'We must understand that the LAC is a political issue for China, so any action on the LAC will keep India focussed on the LAC which gives China the opportunity for any adventurism in the Indian Ocean.'
"Xi Jinping needs a politico-military victory. The LAC provides that opportunity," says Lieutenant General P R Shankar (retired) former director general of artillery and professor, aerospace department, IIT-Madras.
"The 3,500 km-long LAC gives China enough space to execute salami slicing and put pressure on the LAC repeatedly," the general tells Rediff.com's Archana Masih in the concluding part of his interview.
What are some of the unique challenges on the LAC in Arunachal Pradesh that are different from what soldiers encounter on the LAC in Ladakh?
In Ladakh the LAC is far more nebulous and includes a vast area. There is no cover and the area is relatively flat.
In Arunachal, the ridgelines are very steep. The passes are few and soldiers have to occupy those ridgelines.
Any area above 13,000-14,000 feet is a tough one. Apart from the terrain factor, the mental makeup of the troops deployed in Arunachal or Ladakh is the same.
On the Chinese side, the approach to the LAC is better. Their road comes closer to the LAC. Whereas due to the terrain difficulty on our side our troops have to climb for an hour or so on a verticle incline from where the road ends to reach the pickets.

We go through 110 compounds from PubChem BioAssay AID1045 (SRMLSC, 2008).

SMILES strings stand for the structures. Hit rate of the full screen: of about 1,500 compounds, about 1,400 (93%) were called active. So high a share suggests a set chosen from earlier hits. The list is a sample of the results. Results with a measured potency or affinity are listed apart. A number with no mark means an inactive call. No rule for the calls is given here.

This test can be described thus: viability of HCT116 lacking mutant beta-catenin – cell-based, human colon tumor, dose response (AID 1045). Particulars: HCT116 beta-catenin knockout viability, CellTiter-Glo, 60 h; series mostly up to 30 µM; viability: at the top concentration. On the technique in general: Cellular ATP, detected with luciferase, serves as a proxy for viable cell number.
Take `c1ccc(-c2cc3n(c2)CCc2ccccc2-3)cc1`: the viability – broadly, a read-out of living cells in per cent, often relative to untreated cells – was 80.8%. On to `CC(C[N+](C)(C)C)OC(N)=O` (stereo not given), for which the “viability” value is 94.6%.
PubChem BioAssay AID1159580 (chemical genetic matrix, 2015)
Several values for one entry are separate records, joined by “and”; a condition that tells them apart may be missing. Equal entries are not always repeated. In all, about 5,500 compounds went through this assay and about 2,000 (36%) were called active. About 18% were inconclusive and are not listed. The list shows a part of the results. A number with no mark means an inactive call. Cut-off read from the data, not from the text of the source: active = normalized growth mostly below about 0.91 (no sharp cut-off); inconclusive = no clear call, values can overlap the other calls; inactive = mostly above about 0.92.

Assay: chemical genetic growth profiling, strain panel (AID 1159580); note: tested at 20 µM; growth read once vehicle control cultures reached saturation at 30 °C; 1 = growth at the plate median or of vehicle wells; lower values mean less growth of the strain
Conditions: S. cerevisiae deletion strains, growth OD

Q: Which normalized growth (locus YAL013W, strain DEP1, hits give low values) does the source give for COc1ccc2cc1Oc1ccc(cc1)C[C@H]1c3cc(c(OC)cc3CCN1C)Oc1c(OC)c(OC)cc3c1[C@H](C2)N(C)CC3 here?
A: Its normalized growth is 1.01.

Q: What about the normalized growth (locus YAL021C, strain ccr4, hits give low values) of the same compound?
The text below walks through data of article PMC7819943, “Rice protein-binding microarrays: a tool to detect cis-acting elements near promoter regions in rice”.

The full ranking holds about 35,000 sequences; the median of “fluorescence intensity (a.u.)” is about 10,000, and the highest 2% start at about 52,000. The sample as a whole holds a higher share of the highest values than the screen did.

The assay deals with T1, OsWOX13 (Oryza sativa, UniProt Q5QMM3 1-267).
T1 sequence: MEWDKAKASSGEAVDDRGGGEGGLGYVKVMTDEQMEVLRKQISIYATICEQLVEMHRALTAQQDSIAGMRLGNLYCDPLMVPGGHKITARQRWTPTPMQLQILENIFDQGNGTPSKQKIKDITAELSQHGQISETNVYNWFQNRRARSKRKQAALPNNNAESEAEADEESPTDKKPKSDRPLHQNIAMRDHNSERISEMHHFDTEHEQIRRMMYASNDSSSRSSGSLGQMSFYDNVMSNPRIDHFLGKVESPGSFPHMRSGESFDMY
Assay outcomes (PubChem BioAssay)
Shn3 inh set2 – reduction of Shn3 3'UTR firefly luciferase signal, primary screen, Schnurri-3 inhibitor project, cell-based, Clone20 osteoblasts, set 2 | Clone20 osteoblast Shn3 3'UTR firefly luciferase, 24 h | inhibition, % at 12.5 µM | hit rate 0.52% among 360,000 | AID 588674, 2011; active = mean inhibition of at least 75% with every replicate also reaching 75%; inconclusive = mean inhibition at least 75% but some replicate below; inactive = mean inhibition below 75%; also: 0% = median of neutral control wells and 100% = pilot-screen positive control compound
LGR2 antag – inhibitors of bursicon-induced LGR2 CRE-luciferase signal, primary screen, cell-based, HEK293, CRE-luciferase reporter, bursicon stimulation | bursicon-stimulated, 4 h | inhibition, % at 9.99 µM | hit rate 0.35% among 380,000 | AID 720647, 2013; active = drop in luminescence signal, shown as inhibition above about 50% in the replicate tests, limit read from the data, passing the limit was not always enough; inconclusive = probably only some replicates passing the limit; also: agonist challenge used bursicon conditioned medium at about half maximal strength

What is the main strategic importance of the Arunachal frontier?
Any place along the LAC is strategic in nature. There is a large geostrategy and geopolitics involved. Any success that China gets on the LAC is a geopolitical victory.
We must understand that in China, the LAC is a political issue; not a military issue. So any salami slicing of the LAC or any incident, is a political victory for Xi Jinping who will do anything to rev up nationalism; he knows he cannot do the same against Taiwan.
Personally, politically and geopolitically for Xi Jinping and his cohorts, the LAC is a priority. This is where he gets results and where he can pump up nationalism.
It gives the PLA a huge fillip because it boosts confidence and sends a message to the larger audience that they can teach India a lesson.
It also promotes the next step towards Taiwan because they can use the fear factor to convey that if they can do something against India, does Taiwan stand a chance?
With Taiwan, there's no defence required, but against India, they have to be both offensive and defensive. Hence, geopolitically and strategically, the LAC is far more integral to China.
In terms of the Chinese design and intent, do you think they will try and open another frontier in Uttarakhand?
Any place on the 3,500 kilometres is open. We must understand that the LAC is a political issue for China, so any action on the LAC will keep India focussed on the LAC which gives China the opportunity for any adventurism in the Indian Ocean.
Hence, the LAC is very critical.
Strategically, we in India have to change our mindset -- if we are going to be defensive on the LAC it will become a pressure point wherein we will keep investing in our defences at the cost of our navy and maritime capability building.